Psychiatry Research: Neuroimaging 12/2014; 231(2). DOI:10.1016/j.pscychresns.2014.11.015 · 2.83 Impact Factor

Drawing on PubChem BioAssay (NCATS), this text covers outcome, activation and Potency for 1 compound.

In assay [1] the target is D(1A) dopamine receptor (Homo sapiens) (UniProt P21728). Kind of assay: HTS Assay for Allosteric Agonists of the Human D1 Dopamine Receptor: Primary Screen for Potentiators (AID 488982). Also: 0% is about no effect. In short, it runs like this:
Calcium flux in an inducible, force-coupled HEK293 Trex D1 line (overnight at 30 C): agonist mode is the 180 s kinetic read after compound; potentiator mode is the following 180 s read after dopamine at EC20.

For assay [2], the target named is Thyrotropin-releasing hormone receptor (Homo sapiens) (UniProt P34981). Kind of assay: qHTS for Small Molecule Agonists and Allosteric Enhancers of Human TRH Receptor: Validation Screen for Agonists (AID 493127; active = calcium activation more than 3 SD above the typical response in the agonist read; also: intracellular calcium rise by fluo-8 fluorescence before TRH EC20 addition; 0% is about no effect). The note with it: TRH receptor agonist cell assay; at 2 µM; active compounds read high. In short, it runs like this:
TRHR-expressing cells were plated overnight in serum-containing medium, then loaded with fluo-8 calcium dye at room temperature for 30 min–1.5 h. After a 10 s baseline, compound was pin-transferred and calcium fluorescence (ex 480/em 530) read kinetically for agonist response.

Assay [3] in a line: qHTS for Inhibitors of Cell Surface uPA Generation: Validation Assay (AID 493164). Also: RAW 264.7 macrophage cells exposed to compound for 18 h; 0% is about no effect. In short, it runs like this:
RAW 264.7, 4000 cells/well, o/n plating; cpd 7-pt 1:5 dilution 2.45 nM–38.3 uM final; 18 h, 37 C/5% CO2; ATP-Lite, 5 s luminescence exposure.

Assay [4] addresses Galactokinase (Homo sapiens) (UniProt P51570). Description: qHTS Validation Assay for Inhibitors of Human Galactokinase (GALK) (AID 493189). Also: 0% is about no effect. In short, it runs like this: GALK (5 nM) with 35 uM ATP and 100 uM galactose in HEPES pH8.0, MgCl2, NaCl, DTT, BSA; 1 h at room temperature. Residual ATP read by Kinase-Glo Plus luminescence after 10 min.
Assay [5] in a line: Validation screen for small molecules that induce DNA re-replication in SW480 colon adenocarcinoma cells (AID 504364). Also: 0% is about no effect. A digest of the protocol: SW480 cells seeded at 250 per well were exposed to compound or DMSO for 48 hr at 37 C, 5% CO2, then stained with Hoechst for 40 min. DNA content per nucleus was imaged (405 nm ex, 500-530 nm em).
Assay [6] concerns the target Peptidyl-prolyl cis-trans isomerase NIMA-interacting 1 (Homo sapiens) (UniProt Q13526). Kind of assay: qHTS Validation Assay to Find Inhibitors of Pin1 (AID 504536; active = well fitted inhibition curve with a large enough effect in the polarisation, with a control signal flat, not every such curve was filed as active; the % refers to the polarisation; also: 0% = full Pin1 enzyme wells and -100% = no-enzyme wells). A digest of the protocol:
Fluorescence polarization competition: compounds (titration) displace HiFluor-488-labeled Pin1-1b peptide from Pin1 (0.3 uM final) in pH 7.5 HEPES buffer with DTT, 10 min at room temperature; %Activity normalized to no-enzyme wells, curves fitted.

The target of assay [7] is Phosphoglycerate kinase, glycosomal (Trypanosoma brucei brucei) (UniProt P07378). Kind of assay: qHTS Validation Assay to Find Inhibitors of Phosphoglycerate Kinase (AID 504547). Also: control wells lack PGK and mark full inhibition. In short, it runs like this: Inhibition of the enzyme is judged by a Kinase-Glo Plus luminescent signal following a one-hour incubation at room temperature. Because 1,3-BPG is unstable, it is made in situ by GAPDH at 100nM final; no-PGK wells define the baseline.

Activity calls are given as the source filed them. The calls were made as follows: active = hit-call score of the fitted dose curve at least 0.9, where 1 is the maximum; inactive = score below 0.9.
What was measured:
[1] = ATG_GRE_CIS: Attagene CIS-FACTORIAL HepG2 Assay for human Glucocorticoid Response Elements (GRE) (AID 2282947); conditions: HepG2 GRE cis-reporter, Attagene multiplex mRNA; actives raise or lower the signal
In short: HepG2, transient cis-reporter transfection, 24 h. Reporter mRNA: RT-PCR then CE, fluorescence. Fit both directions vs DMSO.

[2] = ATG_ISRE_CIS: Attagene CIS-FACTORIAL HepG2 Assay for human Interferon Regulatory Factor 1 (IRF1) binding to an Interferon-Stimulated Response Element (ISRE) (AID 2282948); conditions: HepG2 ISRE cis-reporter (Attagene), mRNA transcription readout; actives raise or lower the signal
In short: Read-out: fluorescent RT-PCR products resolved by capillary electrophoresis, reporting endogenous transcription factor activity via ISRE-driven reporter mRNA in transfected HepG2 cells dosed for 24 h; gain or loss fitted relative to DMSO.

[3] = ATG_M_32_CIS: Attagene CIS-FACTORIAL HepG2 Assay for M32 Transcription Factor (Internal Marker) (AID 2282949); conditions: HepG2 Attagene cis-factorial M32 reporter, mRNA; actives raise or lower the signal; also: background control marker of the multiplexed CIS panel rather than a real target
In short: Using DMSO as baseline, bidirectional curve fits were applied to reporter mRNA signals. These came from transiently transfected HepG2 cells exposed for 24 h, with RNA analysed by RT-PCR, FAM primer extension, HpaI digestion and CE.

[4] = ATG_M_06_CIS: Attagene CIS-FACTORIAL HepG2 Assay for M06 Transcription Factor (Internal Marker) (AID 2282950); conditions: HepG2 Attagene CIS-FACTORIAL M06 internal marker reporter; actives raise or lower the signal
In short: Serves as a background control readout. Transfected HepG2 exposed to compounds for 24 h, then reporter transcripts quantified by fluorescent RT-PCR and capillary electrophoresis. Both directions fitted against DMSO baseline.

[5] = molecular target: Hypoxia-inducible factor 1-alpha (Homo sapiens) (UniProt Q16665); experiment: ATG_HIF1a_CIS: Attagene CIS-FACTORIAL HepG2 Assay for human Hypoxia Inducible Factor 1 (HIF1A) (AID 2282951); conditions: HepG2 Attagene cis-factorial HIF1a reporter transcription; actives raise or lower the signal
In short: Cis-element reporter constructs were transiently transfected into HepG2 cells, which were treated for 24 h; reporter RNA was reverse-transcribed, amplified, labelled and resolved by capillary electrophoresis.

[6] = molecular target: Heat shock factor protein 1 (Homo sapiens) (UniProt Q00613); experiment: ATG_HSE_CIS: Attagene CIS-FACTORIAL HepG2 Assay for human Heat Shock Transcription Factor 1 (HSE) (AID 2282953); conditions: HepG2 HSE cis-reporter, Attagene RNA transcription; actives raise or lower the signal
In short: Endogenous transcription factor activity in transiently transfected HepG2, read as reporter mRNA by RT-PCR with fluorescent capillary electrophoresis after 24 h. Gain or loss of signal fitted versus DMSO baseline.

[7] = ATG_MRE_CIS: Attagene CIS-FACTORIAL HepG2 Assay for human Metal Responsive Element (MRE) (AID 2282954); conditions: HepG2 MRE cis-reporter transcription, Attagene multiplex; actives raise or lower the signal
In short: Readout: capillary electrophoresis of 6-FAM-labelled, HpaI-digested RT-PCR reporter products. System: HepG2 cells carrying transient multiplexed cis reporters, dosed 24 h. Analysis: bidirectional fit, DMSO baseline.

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    • "Other research suggests that there are individual differences between high and low hypnotizable subjects in the tendency to employ imagery in suitable contexts (e.g., Tellegen and Atkinson, 1974; Hilgard, 1979; Wilson and Barber, 1982; Roche and McConkey, 1990; Lynn and Green, 2011). However, the tendency to employ imagery in certain contexts may reflect strategic differences rather than ability differences given that high susceptible participants are not especially quick at visual information processing (Acosta and Crawford, 1985; Friedman et al., 1987) and are not especially high in rated imagery vividness (Jamieson and Sheehan, 2002; though compare the feats of imagery achieved by high but not low susceptible subjects in Mazzoni et al., 2009). These suggestions are tentative given that we did not run low hypnotizable subjects. "